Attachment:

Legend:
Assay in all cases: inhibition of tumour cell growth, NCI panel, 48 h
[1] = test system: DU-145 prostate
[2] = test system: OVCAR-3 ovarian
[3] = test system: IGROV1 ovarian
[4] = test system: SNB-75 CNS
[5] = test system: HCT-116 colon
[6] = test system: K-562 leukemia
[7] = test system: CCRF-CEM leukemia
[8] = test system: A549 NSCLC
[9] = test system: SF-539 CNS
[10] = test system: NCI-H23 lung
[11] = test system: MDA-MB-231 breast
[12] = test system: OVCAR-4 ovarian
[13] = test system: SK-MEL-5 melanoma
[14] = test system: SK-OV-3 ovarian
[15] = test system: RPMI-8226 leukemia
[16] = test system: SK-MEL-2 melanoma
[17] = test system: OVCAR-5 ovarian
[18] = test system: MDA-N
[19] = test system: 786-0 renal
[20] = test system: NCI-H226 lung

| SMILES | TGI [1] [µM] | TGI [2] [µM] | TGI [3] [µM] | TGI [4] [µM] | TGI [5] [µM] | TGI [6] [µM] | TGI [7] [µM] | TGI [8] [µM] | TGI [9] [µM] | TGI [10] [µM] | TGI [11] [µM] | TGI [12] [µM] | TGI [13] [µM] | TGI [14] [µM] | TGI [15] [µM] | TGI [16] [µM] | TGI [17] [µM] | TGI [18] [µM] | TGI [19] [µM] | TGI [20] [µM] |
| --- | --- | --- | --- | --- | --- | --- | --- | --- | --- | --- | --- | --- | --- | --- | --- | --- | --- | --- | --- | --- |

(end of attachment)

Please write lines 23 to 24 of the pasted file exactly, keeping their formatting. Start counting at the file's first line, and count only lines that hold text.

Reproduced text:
| SMILES | TGI [1] [µM] | TGI [2] [µM] | TGI [3] [µM] | TGI [4] [µM] | TGI [5] [µM] | TGI [6] [µM] | TGI [7] [µM] | TGI [8] [µM] | TGI [9] [µM] | TGI [10] [µM] | TGI [11] [µM] | TGI [12] [µM] | TGI [13] [µM] | TGI [14] [µM] | TGI [15] [µM] | TGI [16] [µM] | TGI [17] [µM] | TGI [18] [µM] | TGI [19] [µM] | TGI [20] [µM] |
| --- | --- | --- | --- | --- | --- | --- | --- | --- | --- | --- | --- | --- | --- | --- | --- | --- | --- | --- | --- | --- |